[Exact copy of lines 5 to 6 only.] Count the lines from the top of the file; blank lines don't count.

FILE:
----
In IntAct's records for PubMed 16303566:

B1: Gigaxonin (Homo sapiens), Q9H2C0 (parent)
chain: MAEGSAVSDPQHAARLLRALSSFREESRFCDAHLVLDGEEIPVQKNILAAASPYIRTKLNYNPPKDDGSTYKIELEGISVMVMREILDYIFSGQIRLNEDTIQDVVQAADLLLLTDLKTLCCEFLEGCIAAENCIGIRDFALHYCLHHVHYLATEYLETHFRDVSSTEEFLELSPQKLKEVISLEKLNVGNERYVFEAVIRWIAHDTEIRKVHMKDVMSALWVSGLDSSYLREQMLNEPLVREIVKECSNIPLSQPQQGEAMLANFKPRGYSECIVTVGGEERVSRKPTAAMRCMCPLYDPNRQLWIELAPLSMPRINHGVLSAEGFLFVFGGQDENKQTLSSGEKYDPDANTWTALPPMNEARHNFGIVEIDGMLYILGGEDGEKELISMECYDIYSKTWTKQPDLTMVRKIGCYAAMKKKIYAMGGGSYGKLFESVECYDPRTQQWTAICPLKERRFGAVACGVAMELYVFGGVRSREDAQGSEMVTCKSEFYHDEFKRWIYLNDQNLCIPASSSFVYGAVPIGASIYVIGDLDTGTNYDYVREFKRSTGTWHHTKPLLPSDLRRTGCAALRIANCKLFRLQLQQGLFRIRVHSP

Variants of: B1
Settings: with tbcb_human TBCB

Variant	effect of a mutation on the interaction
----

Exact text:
Settings: with tbcb_human TBCB

Variant	effect of a mutation on the interaction